A Dapto man was rushed to hospital after a suspected red-bellied black snake bite while taking out the bins on Thursday night.
Bryan Thompson was taking the green wheelie garbage bin out to the front curb about 6pm when he felt something hit his leg.
Thinking it was only a stick, the 57-year-old man ignored it and moved a second bin to the street.
But by the time he went back inside he saw blood over his foot.
"I sat on the couch and started to feel light-headed and dizzy," Mr Thompson said. "I went into shock."
That's when he realised he had been bitten by a snake hiding under the bin.
A snake catcher who went to the house said it was likely a red-bellied black snake as they are most common in the area.
Mr Thompson called his wife Lisa who told him to call for an ambulance.
He started Googling how to treat a snake bite while he waited for paramedics and his step-son to arrive from down the road.
"The paramedics wrapped up my leg from foot to groin," Mr Thompson said.
"The ambulance ride was the quickest trip to the hospital I have even taken."
Hospital staff treated Mr Thompson with compression bandages, pain relief, observation and blood tests to ensure the venom was being removed his body.
They could not use an anti-venom as Mr Thompson was not sure which type of snake had bitten him.
Mrs Thompson asked Glen Peacock from Illawarra Snake Catchers to go to the house to find the snake as the family have grandchildren and a dog.
Despite looking in every nook and cranny, Mr Peacock was unable to find the snake.
The snake catcher said Mr Thompson had probably squashed or cornered the red-bellied black snake, which is usually a shy species, causing it to defend itself.
"If snakes feel cornered or threatened they will defend themselves," he said.
"Snakes are not out there deliberately wanting to bite people.
"Mr Thompson was unlucky and in the wrong place at the wrong time."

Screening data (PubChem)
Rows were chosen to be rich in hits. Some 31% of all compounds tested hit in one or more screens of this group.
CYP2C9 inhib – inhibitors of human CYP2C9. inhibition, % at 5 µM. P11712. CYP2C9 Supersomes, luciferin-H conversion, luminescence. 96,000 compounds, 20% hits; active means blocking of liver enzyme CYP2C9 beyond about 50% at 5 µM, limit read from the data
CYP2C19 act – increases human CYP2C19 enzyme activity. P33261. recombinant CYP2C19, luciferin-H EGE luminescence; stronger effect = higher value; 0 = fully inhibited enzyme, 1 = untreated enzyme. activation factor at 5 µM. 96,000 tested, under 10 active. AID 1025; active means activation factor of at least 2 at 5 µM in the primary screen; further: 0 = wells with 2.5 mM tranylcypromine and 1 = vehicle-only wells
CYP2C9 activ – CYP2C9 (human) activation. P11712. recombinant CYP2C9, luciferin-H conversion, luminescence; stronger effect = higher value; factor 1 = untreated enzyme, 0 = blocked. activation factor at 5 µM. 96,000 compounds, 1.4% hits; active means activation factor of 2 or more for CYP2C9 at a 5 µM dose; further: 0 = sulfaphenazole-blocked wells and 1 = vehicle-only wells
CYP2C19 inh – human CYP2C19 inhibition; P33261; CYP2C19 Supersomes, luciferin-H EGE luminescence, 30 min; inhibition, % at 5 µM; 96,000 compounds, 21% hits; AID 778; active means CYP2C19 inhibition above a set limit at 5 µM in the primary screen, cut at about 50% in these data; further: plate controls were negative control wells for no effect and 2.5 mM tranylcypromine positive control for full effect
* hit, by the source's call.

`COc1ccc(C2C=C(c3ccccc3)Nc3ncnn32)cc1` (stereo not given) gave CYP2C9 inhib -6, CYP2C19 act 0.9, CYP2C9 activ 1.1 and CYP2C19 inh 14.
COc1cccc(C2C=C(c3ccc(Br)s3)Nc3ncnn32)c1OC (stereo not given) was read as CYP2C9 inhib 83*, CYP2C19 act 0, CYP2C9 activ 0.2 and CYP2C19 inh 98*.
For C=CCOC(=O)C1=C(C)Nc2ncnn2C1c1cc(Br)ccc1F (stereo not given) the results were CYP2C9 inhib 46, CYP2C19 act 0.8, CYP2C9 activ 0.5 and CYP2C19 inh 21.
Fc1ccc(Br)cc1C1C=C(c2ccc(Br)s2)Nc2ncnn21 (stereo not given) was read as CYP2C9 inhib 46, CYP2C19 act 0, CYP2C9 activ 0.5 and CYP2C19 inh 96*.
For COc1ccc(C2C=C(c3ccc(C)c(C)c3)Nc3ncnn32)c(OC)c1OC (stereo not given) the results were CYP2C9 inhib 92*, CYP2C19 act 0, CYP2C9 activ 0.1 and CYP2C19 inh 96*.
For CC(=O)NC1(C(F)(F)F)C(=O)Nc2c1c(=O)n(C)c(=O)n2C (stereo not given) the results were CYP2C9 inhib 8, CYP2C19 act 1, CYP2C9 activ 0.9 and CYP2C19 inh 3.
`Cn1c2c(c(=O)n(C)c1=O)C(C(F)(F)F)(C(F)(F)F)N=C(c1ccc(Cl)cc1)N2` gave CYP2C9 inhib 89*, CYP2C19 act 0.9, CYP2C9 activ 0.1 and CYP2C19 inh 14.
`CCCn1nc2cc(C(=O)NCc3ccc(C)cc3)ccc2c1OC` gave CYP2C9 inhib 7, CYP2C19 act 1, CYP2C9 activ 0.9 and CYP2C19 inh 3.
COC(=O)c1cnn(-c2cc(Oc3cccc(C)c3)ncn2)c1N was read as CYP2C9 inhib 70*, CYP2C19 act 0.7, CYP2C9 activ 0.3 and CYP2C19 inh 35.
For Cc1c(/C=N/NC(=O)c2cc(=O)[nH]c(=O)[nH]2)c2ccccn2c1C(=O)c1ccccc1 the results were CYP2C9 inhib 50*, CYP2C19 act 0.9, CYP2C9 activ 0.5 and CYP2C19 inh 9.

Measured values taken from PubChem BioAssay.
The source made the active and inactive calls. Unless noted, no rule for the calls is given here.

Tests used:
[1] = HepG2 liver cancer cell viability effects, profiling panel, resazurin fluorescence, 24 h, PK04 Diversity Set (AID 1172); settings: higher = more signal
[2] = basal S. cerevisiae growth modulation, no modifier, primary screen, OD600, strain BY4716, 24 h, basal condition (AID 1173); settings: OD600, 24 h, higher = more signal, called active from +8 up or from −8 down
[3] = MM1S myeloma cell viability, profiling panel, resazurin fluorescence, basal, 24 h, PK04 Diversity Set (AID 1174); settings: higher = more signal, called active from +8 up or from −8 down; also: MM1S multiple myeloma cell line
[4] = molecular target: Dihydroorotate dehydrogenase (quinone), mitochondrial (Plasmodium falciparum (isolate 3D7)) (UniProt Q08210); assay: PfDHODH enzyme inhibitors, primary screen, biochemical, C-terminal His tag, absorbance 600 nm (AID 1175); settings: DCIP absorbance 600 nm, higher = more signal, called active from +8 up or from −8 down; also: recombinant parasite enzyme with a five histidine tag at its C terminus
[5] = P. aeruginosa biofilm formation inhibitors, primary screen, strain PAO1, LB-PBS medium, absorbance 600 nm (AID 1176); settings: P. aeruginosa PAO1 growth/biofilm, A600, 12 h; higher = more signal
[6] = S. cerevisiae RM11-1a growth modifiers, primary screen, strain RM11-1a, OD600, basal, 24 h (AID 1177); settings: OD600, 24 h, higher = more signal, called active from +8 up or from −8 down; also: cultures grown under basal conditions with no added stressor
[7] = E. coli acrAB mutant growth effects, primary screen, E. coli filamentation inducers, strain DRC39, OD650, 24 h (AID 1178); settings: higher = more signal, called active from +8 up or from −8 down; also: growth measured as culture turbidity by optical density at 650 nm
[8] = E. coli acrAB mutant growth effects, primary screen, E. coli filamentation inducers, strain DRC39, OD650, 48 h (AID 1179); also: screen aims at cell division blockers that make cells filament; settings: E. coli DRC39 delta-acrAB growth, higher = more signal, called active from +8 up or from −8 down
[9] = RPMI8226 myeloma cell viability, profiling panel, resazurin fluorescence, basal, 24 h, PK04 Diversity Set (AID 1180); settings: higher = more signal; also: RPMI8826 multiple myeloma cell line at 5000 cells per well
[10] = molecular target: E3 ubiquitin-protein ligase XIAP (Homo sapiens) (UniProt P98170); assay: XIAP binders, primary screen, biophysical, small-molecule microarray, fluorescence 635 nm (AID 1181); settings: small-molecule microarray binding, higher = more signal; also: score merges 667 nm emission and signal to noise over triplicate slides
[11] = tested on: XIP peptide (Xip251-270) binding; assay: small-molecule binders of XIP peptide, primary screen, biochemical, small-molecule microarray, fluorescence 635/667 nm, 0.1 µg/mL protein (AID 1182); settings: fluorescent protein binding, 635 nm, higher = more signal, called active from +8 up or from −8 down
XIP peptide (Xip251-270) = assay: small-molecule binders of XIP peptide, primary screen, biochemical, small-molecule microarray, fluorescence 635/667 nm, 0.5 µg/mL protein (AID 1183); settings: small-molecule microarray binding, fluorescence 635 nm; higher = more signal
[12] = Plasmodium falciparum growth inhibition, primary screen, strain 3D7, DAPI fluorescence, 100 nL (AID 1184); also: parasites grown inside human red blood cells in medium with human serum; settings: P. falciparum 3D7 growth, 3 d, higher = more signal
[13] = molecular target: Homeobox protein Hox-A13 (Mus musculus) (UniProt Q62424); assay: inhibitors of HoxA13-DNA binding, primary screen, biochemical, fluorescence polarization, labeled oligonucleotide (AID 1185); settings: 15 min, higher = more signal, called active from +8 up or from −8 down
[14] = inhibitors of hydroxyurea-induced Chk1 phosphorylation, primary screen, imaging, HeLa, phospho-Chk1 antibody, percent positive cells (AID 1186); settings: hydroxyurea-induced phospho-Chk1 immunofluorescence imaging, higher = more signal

Mr Peacock said most snakes made 'dry bites' as a warning but Mr Thompson had been injected with venom as he was dry reaching, vomiting and felt lethargic and light-headed.
He said the snake was likely in the yard as there were rats under the house.
"We have never seen a rat. I will be asking our landlord to send out a pest controller," Mrs Thompson said.
"We keep the grass short, we don't have water laying around and the bins are kept on concrete."
Mrs Thompson said she had a nerve-wracking night on Thursday jumping at every noise or movement thinking the snake was in the house.
"The snake catcher told us to be on the lookout for 48 hours because it would probably move on in that time," she said.
The neighbours and nearby Koonawarra Public School was warned too.
The Thompsons want Illawarra residents to be on the lookout for any slithery creatures.
"We live in a built up area and there are no parks or bush around," Mrs Thompson said.
"People need to be vigilant.
"It doesn't matter where you live, snakes could be around."
Mr Thompson is slowly getting back on his feet and is expected to be discharged from hospital on Friday.
"I am thanking my lucky stars and despite everything I am in good spirits," Mr Thompson said.
Mr Peacock said it was important for people to know what to do if they got bitten by a snake.
They should call an ambulance, move away from the snake, sit down, not panic and use a compression bandage to tightly wrap over the wound.
Mr Peacock said it was now breeding season so males were on the move trying to find a female mate.